Beyond the narrow confines of members of different groups engaged in active face-to-face conversation, the contact literature is broadening to allow for less direct forms of contact. In interpersonal interaction, a promising line of work is that considering computer-mediated interaction.
Factors Implicated in Positive Intergroup Relations The number of variables that are implicated in positive outcomes of intergroup interaction are too numerous to mention here. However, a limited number of particularly important variables are worth attention. Four subcategories are considered. Individual Differences At the level of the individual, prior intergroup contact is a critically important variable. Interaction Features The nature of the interaction context is critical to predicting positive versus negative outcomes.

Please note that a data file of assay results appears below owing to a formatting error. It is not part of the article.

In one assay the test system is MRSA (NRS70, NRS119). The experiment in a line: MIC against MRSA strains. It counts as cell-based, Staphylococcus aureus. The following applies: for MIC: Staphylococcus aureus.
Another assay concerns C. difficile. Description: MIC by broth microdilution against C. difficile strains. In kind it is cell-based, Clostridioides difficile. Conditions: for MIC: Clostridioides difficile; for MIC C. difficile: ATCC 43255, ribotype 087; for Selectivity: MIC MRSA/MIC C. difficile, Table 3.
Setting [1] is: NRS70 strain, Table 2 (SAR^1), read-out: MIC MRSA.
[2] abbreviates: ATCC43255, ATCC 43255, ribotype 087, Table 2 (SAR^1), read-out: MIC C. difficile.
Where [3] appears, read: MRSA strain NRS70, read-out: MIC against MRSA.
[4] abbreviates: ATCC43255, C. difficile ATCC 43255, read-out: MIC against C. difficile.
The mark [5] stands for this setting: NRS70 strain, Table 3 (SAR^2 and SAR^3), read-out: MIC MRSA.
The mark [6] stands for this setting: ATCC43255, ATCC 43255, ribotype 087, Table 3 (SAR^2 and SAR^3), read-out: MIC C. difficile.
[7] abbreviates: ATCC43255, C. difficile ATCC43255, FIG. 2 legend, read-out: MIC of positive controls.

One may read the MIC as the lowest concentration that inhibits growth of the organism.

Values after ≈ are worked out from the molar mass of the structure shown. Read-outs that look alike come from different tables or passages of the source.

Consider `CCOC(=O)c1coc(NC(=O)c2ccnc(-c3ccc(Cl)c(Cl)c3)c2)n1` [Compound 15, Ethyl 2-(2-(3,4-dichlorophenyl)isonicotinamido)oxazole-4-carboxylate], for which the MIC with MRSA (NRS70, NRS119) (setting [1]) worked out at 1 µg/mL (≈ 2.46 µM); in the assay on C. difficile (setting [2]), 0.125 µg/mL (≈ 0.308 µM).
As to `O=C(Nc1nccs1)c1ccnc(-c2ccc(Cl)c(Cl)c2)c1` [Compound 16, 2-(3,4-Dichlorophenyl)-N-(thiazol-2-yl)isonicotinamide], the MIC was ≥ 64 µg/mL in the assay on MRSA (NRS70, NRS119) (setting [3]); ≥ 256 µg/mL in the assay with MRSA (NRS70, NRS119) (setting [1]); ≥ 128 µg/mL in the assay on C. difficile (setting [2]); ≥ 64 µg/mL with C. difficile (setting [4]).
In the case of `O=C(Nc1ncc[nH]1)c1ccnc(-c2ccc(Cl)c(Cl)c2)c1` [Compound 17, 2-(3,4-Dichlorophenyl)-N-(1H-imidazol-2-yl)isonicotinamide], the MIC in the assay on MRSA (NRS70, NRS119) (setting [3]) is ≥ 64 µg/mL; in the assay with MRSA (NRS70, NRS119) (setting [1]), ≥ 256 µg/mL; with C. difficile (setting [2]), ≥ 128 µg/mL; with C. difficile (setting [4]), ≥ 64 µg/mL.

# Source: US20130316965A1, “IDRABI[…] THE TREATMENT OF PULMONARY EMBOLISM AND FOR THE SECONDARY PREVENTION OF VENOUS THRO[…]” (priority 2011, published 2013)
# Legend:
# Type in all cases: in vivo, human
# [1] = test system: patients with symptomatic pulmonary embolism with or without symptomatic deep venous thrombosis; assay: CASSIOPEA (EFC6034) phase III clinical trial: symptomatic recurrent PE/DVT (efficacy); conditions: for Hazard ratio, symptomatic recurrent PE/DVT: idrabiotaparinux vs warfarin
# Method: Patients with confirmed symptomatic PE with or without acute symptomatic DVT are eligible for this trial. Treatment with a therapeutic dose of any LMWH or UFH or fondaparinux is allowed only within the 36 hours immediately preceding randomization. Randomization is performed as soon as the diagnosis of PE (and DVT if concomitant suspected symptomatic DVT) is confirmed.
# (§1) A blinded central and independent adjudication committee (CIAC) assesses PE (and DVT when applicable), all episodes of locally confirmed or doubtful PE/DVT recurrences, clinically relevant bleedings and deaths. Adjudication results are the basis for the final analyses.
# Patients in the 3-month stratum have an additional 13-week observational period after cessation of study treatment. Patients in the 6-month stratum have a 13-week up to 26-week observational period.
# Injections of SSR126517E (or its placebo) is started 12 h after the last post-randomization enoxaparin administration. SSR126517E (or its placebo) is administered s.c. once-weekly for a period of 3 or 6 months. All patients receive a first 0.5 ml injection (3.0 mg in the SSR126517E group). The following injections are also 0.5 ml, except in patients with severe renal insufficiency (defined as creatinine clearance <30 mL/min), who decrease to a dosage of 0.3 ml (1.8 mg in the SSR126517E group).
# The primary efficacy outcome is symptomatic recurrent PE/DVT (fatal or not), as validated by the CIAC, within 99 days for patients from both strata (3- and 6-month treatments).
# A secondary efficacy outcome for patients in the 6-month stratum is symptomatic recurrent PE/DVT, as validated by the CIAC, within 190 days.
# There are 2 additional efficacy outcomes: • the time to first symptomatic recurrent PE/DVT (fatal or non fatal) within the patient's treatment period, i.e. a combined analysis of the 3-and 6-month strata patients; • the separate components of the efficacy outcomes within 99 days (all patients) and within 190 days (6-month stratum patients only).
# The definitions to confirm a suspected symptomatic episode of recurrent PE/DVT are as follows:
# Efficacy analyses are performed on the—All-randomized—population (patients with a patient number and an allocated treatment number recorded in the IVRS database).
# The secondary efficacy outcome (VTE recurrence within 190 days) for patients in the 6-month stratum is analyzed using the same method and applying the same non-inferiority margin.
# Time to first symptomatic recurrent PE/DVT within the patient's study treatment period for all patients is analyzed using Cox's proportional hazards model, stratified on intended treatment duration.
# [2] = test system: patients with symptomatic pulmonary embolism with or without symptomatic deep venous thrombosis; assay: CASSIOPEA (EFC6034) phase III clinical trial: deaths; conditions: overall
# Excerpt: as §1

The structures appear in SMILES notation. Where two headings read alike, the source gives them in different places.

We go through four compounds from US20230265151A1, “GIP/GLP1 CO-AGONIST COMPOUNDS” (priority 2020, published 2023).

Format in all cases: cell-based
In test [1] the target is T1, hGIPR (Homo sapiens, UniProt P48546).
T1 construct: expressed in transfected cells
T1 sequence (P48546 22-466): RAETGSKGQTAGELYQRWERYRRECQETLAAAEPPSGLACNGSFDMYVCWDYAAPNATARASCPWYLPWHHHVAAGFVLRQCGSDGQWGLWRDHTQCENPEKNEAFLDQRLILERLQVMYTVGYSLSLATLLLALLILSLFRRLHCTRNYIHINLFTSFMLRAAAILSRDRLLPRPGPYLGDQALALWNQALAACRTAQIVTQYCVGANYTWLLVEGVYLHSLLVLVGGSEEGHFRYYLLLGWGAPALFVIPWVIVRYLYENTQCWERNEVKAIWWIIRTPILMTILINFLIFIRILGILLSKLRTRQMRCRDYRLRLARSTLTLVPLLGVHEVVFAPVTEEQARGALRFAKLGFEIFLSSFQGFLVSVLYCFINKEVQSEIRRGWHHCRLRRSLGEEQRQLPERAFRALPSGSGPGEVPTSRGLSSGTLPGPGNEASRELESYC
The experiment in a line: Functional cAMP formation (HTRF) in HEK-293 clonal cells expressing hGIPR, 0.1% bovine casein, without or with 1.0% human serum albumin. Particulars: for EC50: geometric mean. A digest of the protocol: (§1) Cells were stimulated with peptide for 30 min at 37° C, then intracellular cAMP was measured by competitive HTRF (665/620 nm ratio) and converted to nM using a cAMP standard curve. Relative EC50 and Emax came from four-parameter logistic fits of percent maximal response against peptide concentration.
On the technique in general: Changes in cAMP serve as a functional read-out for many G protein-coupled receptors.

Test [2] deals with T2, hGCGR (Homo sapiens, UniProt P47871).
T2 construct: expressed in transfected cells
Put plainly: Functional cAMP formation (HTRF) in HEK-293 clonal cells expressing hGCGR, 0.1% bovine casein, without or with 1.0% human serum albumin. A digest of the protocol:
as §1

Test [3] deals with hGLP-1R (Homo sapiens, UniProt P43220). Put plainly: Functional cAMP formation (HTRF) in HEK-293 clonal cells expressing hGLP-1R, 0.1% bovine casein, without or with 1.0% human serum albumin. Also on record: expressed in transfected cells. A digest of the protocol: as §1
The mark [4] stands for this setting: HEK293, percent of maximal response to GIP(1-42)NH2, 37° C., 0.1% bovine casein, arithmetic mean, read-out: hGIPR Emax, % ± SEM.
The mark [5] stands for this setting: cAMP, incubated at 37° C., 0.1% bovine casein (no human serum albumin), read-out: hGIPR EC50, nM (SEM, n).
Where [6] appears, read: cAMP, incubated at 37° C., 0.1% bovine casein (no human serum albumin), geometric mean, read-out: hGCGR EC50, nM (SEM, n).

Structured forms of interaction are more effective than unstructured settings. While beyond the scope of the current article, the medium of interaction is also critical. As noted earlier, mediated communication channels e. Macro Social Context Finally, interpersonal scholars must retain awareness of broader sociopolitical contextual considerations.
Situations characterized by high levels of intergroup conflict and a high degree of group segregation will result in higher levels of anxiety and a reduced likelihood of positive intergroup interaction Stephan, In such contexts, structured, long-term contact via mediated channels is particularly beneficial to achieve positive intergroup interactions Walther, Mass Communication Group Vitality and Media Portrayals Group vitality was established by Giles, Bourhis, and Taylor as indicating the likelihood of an ethnolinguistic group surviving.